Hepatitis C

Hepatitis C is a blood-borne disease that mainly affects the liver and it is caused by the hepatitis C virus. Hepatitis C virus is mostly transmitted through exposure to infective blood in variety ways, including among injection drug user who share needles, contaminated injections, surgical tools in hospitals or other health settings, transfusions of blood and blood products that have been contaminated with the hepatitis C virus, and also through sex with someone with the virus. Unfortunately no vaccines are available, but certain antivirals medicine can limit the severity of the disease.



Hepatitis C is Usually spread through blood of an infected person, sharing injection drug and razors, poor healthcare practices, unprotected sex, unscreened blood transfusions, body piercing.

Hepatitis C is caused by the hepatitis C virus. Hepatitis C virus causes both acute and chronic infection and symptoms may not appear and the virus may stay in the human body for many months to years.

Chronic hepatitis C is a life-threatening disease of the liver, it can cause liver cirrhosis and liver failure and can be managed with antiviral therapy.

According to WHO, hepatitis C is not spread through breast milk, food, water or by casual contact such as hugging, kissing and sharing food or drinks with an infected person.


Those at risk of hepatitis C include

  • Injection drugs users
  • People with tattoos or piercings
  • Health care workers
  • Prisoners
  • Infants
  • People with sexual partners of someone with hepatitis C
  • People with HIV infection



Hepatitis C has about 2 weeks to 6 months incubation period before which it enters a chronic stage, many people infected with the virus are asymptomatic, symptoms may include;

  • Fever
  • Fatigue
  • Loss of appetite
  • Bleeding
  • Dark colored urine
  • Jaundice
  • Weight loss
  • Muscle pains
  • Enlargement of breast (in men)
  • Delayed blood clotting
  • Abdominal pain
  • Ascites (fluid in the abdomen)
  • Changes in mental status
  • Loss of consciousness (coma)




There are some blood tests that can be used to diagnose hepatitis C infection. The blood can be tested for hepatitis C antibodies which is a marker for the infection.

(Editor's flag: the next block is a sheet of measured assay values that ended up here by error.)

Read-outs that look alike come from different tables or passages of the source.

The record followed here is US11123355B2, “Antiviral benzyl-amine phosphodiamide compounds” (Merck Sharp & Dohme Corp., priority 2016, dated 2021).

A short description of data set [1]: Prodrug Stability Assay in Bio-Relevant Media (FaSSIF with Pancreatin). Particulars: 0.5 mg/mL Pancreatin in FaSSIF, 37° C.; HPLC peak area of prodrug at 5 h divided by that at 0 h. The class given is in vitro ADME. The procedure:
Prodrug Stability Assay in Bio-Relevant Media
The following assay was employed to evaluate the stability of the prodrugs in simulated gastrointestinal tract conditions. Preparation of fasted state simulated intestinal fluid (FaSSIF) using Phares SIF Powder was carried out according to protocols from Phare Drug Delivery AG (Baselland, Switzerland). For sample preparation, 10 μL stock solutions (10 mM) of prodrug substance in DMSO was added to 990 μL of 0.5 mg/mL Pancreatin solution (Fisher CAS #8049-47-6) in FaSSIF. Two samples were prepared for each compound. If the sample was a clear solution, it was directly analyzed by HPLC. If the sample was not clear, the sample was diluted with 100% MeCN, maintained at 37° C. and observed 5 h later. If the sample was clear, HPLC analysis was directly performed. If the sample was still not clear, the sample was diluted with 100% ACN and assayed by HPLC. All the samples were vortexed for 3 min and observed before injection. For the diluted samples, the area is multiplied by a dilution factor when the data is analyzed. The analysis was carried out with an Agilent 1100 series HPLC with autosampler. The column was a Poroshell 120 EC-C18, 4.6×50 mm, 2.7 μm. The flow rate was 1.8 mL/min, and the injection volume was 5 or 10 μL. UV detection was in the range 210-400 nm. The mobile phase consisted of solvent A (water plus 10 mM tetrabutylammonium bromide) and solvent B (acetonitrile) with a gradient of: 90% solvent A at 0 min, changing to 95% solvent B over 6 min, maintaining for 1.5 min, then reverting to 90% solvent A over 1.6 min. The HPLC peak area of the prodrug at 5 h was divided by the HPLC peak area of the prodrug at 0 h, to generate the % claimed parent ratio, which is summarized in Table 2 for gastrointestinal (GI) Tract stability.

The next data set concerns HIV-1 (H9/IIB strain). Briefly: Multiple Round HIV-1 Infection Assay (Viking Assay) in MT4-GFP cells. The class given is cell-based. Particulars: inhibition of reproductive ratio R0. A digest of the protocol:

Hepatitis C viral load test can also be done to measure the amount of the virus in an infected person.



There are some medications that can be used to treat hepatitis C infection. Interferon have been used to treat hepatitis C although it causes several side effects like anaemia.

Direct-acting agents (DAA), are antiviral drugs that act directly on hepatitis C multiplication. DAA are similar to the treatment used for HIV and are actually more effective when given in combination to treat hepatitis C.




No available vaccines for hepatitis C, according the World Health organization (WHO) intense research is ongoing as scientist aim to provide vaccine against hepatitis C virus.

If you have hepatitis C, your doctor may prescribe some antiviral drugs to help reduce your chances of cirrhosis (scaring of liver tissues) and liver cancer.

The WHO recommends the following to limit hepatitis C infection:

  • Regular hand washing before and after using the toilet
  • Avoid sharing sharp objects
  • Avoid inject drug use
  • Testing donor blood for infectious diseases like, hepatitis B and C including HIV
  • Use of condoms
  • Hepatitis A and B vaccination to reduce your risk of infection and also protect your liver

Health care worker should;

  • Wash their hand before and after procedures
  • Use gloves and other protective equipment
  • Use new needle for every patient
  • Handle blood and other laboratory samples with care





WHO – http://www.who.int/mediacentre/factsheets/fs164/en/

Medicinenet – https://www.medicinenet.com/hepatitis_c/article.htm

NHS – https://www.nhs.uk/conditions/Hepatitis/#hepatitis-c


Related posts